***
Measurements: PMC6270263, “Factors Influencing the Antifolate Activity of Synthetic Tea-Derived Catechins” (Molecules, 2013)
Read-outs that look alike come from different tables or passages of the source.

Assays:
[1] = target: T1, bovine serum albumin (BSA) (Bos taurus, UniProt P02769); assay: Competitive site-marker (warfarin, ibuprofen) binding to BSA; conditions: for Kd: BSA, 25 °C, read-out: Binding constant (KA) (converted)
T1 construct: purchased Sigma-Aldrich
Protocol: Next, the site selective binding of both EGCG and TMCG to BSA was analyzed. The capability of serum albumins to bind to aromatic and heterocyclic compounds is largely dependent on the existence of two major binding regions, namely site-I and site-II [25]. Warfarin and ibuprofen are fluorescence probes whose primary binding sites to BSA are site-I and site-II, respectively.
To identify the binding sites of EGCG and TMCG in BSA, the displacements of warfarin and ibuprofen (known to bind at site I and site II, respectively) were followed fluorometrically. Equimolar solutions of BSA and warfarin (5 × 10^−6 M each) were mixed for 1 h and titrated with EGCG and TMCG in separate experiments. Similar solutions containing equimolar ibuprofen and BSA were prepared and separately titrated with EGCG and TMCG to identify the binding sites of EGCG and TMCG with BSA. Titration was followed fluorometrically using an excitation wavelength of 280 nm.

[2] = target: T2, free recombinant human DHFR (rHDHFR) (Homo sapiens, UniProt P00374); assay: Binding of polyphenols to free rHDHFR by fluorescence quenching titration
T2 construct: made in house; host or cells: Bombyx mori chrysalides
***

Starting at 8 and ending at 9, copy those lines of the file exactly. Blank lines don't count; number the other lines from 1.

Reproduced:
[2] = target: T2, free recombinant human DHFR (rHDHFR) (Homo sapiens, UniProt P00374); assay: Binding of polyphenols to free rHDHFR by fluorescence quenching titration
T2 construct: made in house; host or cells: Bombyx mori chrysalides